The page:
This blog was originally posted by the African Development Bank (AfDB) here.
Katowice, Poland, 10 December, 2018 – “Women’s voice is critical, from local to the national, in planning and implementation. We must ensure women are given the skills tools and finance to address the climate change challenge,” Mafalda Duarte, Head of the Climate Investment Funds, urged attendees Monday, at a side-event at the 24th Session of the Conference of the Parties to the United Nations Framework Convention on Climate Change (COP24).
The event, titled ‘From Policy to Action: Integrating Gender into Nationally Determined Contributions (NDCs) and National Climate Actions in Africa,’ was held at the African Development Bank Pavilion at COP24 taking place in Katowice, Poland.
As the continent’s premier development partner, the Bank is helping African countries fast track green, inclusive and sustainable development and deliver on their goals for climate action. Several interventions have been implemented to increase inclusivity and ensure sustainable development in line with the Ten-Year Strategy, High 5 Priority Areas, Gender Strategy and Second Climate Change Action Plan.
The side event brought together stakeholders to dialogue on progress made, opportunities and challenges faced when integrating gender considerations into African NDCs. Participants shared best practices on how gender-responsive climate policy and actions that can enhance climate resilience and provide economic benefits to communities – especially for the most disadvantaged, women and girls.
Entry points and best approaches for integrating gender equality into NDCs and other relevant national planning and budgeting processes were explored. The event provided an opportunity to identify partnership opportunities with other development partners for investment and technical assistance and best approaches for implementing gender sensitive actions to enhance climate resilience and provide socio-economic benefits to communities.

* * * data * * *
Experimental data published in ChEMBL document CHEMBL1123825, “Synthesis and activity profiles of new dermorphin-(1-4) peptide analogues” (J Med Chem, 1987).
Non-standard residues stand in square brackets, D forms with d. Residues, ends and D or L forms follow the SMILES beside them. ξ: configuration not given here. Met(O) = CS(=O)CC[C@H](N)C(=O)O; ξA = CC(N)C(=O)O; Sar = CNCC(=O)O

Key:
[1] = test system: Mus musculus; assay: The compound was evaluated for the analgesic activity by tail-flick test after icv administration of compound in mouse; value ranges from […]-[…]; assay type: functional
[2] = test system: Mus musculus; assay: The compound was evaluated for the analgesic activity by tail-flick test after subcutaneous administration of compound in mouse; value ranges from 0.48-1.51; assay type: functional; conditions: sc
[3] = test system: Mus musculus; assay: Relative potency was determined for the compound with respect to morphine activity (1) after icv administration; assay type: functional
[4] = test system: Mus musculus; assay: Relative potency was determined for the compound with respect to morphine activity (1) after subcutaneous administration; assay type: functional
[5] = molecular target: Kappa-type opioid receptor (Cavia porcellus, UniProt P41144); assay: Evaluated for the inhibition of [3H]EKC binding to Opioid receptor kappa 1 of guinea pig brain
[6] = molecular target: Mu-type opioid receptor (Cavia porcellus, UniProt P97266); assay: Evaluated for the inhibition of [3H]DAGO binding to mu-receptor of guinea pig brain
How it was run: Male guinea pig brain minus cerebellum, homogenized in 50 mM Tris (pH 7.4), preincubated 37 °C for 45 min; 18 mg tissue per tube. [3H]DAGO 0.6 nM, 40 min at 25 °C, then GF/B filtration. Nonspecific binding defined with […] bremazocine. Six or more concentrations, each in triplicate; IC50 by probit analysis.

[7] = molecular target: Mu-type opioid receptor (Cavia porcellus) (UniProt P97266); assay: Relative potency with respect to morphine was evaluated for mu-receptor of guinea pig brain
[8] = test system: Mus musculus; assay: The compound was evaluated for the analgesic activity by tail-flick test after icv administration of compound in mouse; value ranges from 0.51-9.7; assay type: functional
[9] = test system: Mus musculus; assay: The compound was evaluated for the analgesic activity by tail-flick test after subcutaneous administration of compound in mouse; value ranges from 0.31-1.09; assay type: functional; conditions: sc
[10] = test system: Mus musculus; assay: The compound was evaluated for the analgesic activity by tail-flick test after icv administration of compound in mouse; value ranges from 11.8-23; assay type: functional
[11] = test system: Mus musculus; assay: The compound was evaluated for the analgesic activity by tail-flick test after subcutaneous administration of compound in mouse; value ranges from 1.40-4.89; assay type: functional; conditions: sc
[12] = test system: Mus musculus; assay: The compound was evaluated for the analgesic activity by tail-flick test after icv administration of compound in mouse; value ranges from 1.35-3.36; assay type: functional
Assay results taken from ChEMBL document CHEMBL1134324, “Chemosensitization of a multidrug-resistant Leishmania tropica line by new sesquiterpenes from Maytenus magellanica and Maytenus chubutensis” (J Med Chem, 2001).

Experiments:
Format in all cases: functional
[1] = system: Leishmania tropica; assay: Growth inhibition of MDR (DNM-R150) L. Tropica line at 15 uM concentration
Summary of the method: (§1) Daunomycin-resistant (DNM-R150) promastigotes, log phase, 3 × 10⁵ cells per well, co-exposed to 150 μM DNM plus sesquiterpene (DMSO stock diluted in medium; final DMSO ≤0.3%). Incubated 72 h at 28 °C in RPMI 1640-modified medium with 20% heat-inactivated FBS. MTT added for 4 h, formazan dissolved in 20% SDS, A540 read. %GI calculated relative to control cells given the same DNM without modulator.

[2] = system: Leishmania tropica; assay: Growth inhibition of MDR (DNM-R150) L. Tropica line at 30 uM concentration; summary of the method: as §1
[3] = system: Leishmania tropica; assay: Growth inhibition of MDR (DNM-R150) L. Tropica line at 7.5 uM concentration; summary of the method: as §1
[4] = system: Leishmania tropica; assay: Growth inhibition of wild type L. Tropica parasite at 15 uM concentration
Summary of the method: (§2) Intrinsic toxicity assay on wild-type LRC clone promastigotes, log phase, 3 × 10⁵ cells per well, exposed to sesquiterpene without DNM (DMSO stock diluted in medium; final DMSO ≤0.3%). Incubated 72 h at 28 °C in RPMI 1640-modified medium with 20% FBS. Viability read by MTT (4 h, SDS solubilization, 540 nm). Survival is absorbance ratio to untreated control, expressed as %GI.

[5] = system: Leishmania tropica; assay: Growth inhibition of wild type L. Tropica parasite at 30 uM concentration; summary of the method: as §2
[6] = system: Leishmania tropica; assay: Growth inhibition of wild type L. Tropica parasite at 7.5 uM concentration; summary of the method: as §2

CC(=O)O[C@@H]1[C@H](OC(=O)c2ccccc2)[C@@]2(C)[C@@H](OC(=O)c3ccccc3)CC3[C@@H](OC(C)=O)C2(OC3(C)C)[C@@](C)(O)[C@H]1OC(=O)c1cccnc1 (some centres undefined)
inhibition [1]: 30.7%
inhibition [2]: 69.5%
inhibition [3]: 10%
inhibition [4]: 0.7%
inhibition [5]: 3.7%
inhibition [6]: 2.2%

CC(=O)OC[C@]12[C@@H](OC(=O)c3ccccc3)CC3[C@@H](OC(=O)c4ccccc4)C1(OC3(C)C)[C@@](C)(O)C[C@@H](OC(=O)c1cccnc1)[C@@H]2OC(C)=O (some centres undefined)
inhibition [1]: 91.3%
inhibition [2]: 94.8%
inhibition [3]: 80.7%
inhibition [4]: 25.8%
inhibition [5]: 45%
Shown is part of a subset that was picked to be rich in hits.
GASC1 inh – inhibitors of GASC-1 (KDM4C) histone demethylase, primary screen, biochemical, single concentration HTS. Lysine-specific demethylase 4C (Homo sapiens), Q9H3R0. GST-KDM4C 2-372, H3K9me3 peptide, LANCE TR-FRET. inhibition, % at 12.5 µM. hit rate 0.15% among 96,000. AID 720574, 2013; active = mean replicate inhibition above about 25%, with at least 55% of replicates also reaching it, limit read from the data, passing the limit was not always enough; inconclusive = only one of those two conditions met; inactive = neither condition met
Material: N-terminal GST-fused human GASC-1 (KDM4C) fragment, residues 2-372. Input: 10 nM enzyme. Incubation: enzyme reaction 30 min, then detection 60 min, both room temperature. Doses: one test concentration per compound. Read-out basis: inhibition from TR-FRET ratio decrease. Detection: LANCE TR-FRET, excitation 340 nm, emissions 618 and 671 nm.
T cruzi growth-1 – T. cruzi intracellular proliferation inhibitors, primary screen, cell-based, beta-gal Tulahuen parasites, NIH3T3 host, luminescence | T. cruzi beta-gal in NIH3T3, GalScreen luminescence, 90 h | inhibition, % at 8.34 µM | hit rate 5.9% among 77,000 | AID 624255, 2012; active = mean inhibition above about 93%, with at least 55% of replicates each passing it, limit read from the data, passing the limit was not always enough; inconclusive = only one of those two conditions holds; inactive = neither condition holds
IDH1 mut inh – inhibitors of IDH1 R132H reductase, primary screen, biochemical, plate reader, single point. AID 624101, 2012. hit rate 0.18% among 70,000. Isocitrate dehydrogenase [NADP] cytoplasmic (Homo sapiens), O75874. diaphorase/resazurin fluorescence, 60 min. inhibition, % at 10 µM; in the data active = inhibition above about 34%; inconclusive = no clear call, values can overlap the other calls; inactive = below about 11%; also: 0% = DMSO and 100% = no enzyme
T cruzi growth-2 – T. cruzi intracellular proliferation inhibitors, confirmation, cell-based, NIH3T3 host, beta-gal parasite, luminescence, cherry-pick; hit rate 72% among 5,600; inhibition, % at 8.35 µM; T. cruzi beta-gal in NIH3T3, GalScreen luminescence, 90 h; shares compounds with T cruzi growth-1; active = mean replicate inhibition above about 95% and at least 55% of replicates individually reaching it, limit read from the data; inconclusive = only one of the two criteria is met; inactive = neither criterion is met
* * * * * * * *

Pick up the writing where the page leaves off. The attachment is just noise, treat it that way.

Many African countries are grappling with the process of gender mainstreaming, and lack guidance at the national level on how to do so. This a challenge for Africa, and must be addressed through policy dialogue so that NDCs and other climate actions are designed and implemented in a gender-responsive process.
Effective implementation of gender-responsive climate change initiatives rests on an inclusive approach taking into account the needs, interests and vulnerabilities of women, men and youth from the conceptual phase, through to program design, implementation, monitoring and evaluation.
In 2015, the international community adopted two major Agendas: the 2030 Agenda for Sustainable Development, and the Paris Agreement. Gender equality and women’s concerns are embedded in both agreements. A multi-pronged approach is required for effective implementation of the Paris Agreement and the NDCs in order to achieve transformational change in countries – and low-emission, climate resilient, inclusive, and sustainable development. George Wamukoya of African Working Group on Gender and Climate Change (AWGGCC) suggested “the year 2020 provides ample opportunity for African countries to update their NDCs and mainstream gender”.
The side-event was organized by the African Development Bank Gender, Women and Civil Society Department, in partnership with: African Working Group on Gender and Climate Change (AWGGCC); CGIAR Research Program on Climate Change, Agriculture and Food Security (CCAFS). Other co-organisers included Women in Global Science and Technology (WISAT); World University Service of Canada (WUSC); International Development Research Centre (IDRC); and International Union for the Conservation of Nature (IUCN) Global Gender Office (GGO).